The Jingdezhen porcelain was often used under Yongle as a diplomatic gift. Xuande sees it as a source of extreme refinement for his own use and the number of pieces bearing his mark is important. The mastery of the cobalt preparations allows subtle shades of blue on white that will never be equaled.
The Xuande potters try complex shapes inspired by gold or silver models. A bell shaped bowl with ten lobes for enhancing the visual effect of a fish scene was sold for HK $ 230M including premium by Sotheby's on April 5, 2017.
The emperors govern according to the principles of Confucianism but also protect the Tibetan Buddhism of which they acknowledge the mystical vision. The use of Buddhist themes in the Jingdezhen blue and white ware is essentially limited to the Xuande period. Two high quality Buddhist porcelains bearing his imperial mark will be sold by Sotheby's on October 3 in Hong Kong.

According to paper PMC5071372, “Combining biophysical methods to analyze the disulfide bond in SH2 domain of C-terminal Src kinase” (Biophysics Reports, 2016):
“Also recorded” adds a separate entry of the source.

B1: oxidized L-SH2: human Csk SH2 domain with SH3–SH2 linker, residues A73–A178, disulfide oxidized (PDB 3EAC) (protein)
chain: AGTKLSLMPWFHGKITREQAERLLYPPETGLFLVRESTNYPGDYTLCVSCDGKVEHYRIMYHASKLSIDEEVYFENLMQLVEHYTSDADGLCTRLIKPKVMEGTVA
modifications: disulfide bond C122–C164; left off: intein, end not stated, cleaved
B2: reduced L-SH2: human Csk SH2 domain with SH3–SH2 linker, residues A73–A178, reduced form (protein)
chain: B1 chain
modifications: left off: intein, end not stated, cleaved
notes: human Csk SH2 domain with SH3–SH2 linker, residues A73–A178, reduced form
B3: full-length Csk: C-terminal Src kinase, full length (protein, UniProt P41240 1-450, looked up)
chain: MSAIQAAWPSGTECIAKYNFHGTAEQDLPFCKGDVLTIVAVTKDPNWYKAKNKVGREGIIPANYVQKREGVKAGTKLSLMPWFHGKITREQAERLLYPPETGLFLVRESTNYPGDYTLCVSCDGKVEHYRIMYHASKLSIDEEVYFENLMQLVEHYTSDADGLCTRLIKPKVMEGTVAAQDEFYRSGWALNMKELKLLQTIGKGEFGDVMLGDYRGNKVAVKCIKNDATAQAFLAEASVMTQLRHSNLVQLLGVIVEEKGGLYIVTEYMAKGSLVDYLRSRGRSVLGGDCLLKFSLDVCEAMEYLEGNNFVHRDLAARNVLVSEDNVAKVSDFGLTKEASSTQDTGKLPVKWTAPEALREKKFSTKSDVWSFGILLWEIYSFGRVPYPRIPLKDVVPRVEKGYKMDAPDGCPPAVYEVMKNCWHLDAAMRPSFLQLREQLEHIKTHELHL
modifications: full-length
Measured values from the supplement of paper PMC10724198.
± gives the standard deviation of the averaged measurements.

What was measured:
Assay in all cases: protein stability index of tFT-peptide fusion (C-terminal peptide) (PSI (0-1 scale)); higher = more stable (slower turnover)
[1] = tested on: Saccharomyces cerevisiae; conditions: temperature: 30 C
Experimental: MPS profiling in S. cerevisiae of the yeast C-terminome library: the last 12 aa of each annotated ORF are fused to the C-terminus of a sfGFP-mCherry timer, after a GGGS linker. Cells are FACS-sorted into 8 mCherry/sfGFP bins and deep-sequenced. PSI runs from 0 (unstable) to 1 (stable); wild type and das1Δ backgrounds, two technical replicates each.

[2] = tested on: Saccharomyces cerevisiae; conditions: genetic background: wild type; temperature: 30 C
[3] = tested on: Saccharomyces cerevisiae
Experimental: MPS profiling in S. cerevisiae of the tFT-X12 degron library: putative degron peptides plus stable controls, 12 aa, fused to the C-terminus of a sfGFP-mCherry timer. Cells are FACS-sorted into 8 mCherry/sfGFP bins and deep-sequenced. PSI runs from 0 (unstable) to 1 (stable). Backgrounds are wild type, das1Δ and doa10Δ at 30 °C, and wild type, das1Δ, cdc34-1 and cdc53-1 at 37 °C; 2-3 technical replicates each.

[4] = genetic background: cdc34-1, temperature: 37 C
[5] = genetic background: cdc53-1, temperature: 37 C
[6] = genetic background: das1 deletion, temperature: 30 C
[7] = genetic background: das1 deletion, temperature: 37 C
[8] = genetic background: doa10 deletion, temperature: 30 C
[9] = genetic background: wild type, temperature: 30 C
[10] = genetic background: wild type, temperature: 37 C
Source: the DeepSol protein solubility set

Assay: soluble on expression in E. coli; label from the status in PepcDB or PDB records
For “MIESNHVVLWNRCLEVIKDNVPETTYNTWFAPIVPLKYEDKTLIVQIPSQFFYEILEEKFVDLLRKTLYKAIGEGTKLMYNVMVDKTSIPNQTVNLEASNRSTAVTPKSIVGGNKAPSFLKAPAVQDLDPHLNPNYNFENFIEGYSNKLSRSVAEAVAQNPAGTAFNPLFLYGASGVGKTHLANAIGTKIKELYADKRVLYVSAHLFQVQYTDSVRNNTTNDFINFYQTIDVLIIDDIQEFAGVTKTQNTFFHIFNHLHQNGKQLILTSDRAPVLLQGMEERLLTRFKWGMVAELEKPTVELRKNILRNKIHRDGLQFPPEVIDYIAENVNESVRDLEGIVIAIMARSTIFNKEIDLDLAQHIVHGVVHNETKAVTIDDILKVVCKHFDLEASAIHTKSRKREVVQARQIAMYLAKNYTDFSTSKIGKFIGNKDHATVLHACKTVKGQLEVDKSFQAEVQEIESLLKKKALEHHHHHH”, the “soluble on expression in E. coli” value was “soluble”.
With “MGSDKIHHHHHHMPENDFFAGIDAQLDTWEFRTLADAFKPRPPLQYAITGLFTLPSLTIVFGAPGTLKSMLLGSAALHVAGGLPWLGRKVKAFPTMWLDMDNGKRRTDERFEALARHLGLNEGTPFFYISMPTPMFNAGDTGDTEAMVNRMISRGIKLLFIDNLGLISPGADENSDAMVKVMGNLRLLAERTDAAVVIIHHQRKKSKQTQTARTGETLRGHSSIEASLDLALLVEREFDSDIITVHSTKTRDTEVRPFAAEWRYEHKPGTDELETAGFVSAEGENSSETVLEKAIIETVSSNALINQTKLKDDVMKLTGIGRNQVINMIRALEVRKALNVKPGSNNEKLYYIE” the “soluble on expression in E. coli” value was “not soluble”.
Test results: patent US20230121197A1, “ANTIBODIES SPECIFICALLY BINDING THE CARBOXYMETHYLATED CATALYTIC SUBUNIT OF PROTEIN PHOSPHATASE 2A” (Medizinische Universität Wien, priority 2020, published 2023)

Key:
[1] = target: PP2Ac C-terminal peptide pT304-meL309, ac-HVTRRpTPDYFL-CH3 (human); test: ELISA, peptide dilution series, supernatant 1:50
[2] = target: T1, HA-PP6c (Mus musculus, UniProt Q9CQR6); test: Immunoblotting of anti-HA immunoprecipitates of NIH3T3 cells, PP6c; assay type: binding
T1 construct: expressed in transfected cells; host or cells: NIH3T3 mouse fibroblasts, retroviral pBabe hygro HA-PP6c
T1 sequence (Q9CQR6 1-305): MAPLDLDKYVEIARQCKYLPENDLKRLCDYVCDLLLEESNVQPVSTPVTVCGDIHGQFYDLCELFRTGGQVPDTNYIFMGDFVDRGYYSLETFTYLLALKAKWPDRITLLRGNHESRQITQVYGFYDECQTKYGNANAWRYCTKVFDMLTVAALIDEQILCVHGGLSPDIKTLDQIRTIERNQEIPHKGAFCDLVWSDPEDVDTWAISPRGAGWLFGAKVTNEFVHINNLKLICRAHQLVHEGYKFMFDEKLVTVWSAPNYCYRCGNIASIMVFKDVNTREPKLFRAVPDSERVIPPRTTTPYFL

Lot 3301 estimated HK $ 35M is a bowl 18 cm in diameter whose flared shape is very elegant. It retains its cover, which is a rarity because the pots were so equipped only if they were designed for some ritual uses. The cover copies in an exact face to face the decoration of the bowl, a circle of eight lotus flowers all of them surmounted by one of the eight symbols constituting the Buddhist bajixiang. The imperial mark under the cover is an exquisite surprise when the eunuch opens the bowl. The transparent glaze is unctuous.
Lot 101 estimated HK $ 30M is an ovoid jar 19 cm high decorated with two dragons inspired by the Indian makara type which usually ensures the protection of a temple. This illustration is highly rare in the Ming porcelain.
RESULTS INCLUDING PREMIUM :
Bowl : SOLD for HK$ 51.3M
Jar : SOLD for HK$ 35.5M